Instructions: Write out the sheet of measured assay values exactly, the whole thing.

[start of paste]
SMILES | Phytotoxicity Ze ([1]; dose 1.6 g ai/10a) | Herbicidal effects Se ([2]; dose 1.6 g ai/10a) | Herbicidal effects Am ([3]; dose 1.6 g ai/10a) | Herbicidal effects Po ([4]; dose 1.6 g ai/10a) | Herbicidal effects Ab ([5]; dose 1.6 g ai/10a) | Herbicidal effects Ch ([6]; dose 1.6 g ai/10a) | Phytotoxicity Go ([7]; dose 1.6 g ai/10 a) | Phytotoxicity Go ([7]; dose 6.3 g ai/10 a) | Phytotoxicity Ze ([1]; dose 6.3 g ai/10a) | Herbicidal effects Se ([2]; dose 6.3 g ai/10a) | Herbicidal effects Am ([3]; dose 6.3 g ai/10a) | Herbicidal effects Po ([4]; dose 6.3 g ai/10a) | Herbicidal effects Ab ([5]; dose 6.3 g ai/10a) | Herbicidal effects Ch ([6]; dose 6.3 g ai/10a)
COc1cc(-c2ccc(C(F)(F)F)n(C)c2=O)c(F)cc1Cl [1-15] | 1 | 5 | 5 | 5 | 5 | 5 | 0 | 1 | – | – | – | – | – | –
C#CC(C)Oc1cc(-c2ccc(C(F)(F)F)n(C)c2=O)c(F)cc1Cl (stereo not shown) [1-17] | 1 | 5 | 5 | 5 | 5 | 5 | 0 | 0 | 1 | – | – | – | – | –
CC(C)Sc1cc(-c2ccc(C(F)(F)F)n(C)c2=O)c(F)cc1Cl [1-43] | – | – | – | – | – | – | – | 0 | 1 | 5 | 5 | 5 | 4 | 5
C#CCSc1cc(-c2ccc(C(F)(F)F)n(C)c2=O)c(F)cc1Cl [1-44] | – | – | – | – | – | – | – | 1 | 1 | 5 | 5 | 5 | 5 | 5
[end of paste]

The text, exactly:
SMILES | Phytotoxicity Ze ([1]; dose 1.6 g ai/10a) | Herbicidal effects Se ([2]; dose 1.6 g ai/10a) | Herbicidal effects Am ([3]; dose 1.6 g ai/10a) | Herbicidal effects Po ([4]; dose 1.6 g ai/10a) | Herbicidal effects Ab ([5]; dose 1.6 g ai/10a) | Herbicidal effects Ch ([6]; dose 1.6 g ai/10a) | Phytotoxicity Go ([7]; dose 1.6 g ai/10 a) | Phytotoxicity Go ([7]; dose 6.3 g ai/10 a) | Phytotoxicity Ze ([1]; dose 6.3 g ai/10a) | Herbicidal effects Se ([2]; dose 6.3 g ai/10a) | Herbicidal effects Am ([3]; dose 6.3 g ai/10a) | Herbicidal effects Po ([4]; dose 6.3 g ai/10a) | Herbicidal effects Ab ([5]; dose 6.3 g ai/10a) | Herbicidal effects Ch ([6]; dose 6.3 g ai/10a)
COc1cc(-c2ccc(C(F)(F)F)n(C)c2=O)c(F)cc1Cl [1-15] | 1 | 5 | 5 | 5 | 5 | 5 | 0 | 1 | – | – | – | – | – | –
C#CC(C)Oc1cc(-c2ccc(C(F)(F)F)n(C)c2=O)c(F)cc1Cl (stereo not shown) [1-17] | 1 | 5 | 5 | 5 | 5 | 5 | 0 | 0 | 1 | – | – | – | – | –
CC(C)Sc1cc(-c2ccc(C(F)(F)F)n(C)c2=O)c(F)cc1Cl [1-43] | – | – | – | – | – | – | – | 0 | 1 | 5 | 5 | 5 | 4 | 5
C#CCSc1cc(-c2ccc(C(F)(F)F)n(C)c2=O)c(F)cc1Cl [1-44] | – | – | – | – | – | – | – | 1 | 1 | 5 | 5 | 5 | 5 | 5